Is the Great Bed Bug Scare Over?
Wednesday, May 16, 2012
It's nearly summer, and at least since this magazine published
its exposé of the Upper East Side's bedbug problem in 2010, that
has meant the return of bedbugs, and more important, the return of
bedbug hysteria. Bedbugs, we've come to realize over the last few
years, are everywhere. Even the Ritz! And yet,
suddenly, despite the documented difficulty of tamping down
such pesticide-resistant bugs, maybe there's less of a reason to
worry. We just might be pulling out a come-from-behind victory in
this battle of man versus nature.
For the first time since 2004, stats released by the the Department
of Housing, Preservation and Development show that
bedbug-related violations are tracking downward in Manhattan,
falling 7 percent between 2010 and 2011. Complaints are still on
the uptick, but at a slower rate than previous years, suggesting
that the massive horror-movie-esque bedbug-takeover scenario many
of the city's neurotics imagined during dark, itchy nights of the
soul isn't actually going to materialize.
The city's official numbers may even understate how much things
have improved. One private exterminator recently told DNAinfo
that calls are down by as much as 50 percent since the peak of
bedbug hysteria. During that time, anyone looking for a new
apartment probably at least idly wondered, and probably inquired,
as to whether there had been infestations in the building.
Bushwick, or at least certain corners like the McKibben Lofts,
became nearly synonymous with bedbugs. Writing in GQ on how "
Bedbugs Ravaged My Sex Life!," Jeff Bercovici quoted a friend
saying, "You're not actually going to go out with a girl who lives
in Bushwick, are you? Are you trying to get bedbugs?
Well, we went to Bushwick. Not to get bedbugs, we hope, but to get
people to talk about bedbugs. Does moving into the neighborhood
still require the same sturdy resolve, the same sense of defiance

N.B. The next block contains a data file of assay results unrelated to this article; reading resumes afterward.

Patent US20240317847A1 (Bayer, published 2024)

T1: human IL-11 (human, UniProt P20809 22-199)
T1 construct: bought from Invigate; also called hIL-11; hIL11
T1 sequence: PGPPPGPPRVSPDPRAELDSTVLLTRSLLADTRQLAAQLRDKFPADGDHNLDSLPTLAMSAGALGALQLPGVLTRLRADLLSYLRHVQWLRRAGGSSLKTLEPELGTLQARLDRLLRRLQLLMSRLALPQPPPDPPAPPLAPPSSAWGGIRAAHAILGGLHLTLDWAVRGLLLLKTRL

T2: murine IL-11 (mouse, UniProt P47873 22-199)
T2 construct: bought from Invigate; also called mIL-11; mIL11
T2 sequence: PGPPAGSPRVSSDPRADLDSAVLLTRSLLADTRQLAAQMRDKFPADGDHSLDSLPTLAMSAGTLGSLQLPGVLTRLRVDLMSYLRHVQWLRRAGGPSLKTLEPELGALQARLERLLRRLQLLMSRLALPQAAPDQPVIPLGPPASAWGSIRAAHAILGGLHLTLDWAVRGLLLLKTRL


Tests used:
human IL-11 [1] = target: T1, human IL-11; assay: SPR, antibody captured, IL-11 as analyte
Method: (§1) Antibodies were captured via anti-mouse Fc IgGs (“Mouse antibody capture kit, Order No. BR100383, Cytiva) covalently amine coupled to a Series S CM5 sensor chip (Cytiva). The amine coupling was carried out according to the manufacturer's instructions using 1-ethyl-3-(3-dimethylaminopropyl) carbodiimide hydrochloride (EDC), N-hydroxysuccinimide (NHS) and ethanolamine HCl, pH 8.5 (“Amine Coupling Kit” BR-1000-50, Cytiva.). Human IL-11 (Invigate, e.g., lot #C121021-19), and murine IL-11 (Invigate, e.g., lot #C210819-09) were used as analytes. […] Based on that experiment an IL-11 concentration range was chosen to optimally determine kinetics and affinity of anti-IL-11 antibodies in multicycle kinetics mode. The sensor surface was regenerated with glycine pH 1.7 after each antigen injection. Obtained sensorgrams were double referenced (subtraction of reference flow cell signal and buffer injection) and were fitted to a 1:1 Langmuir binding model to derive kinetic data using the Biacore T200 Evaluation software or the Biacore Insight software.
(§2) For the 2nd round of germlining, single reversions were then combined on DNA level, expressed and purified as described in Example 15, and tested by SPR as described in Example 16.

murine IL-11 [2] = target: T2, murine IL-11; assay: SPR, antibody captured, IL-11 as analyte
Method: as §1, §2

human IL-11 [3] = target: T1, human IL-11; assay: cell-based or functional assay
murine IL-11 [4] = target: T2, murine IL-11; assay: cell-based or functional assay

in the face of what might once have seemed like a strong chance of
Justin French, an impeccably dressed 24-year-old analyst we found
wandering with a pal near the Morgan Avenue stop, has certain
theories about the outer-boroughs versus Manhattan. When he moved
to Harlem from Chicago two years ago, in the midst of the height of
bedbug hysteria, he didn't worry, because he'd heard the problem
wasn't as bad on the island itself. "When I lived in Manhattan, I
wasn't too worried because there was a big push to get rid of
them." (In fact, though the city's recent data-dump didn't cover
the outer-boroughs, broken down by neighborhood, Central Harlem had
the most violations, 542; of course, it's more than possible that
residents of wealthier neighborhoods where the violation count is
suspiciously low are going directly to private
But French, who's since moved to the Bronx, is vigilant. "I've
definitely taken precautions," he said, saying that perhaps he has
a "subconscious" obsession now that he's moved. "I've got two
mattress covers. I double-wrapped 'em. Hopefully it doesn't work
like the whole condom thing."
Hopefully! Indeed, exterminators and city officials speculate that
increased precautions like mattress covers have helped slow the
spread of bedbugs, and that the media-fueled hysteria of the past
few years might have been useful for something after all. (Though
we do feel bad for the 64 New York City residents who have
become ill from overusing bedbug prevention products over the past
That hysteria, it seems, has even been transcontinental. Autumn
Eget, a 25-year-old receptionist at the New York Loft Hostel who
recently moved here from Philadelphia, says that while she doesn't
personally worry about bedbugs - "I'm not usually sleeping on dirty
linens or anything," she says - European travelers often
But even longtime Bushwick residents, veterans of the bedbug
battle, are a bit more blasé these days. Kali Riley, a 22-year-old
"freelance camera person," lived in the McKibben Lofts about a year
and a half ago, where she had a narrow escape. "As soon as I moved
into my new place I got a phone call saying that there were bedbugs
and it was the new guy or something," she said. "My roommates were
really freaking out and had to throw away a bunch of shit and had
to clean." To clean! She threw out all her stuff, just in case, and
invested about a hundred bucks in bedbug prevention. And, yet,
she's less worried than she used to be. "Last year, there was a
bunch of press, I guess, and people always sort of talking about
it. But now it's less, it feels like."
Feels like less is half the battle, at least for Dionne DiBlasio, a
28-year-old flight attendant who used to live on a bedbug-ridden
block in Greenpoint. She moved to a new-construction building in
Bushwick and, despite thinking about bedbugs "every day" two years
ago, hasn't taken a single preventative measure in her new digs.
"It's not as much of a freak-out thing," she said. "At the time, it
seemed like everyone was talking about it."
This is how they win, Dionne! Stay vigilant! We don't live that far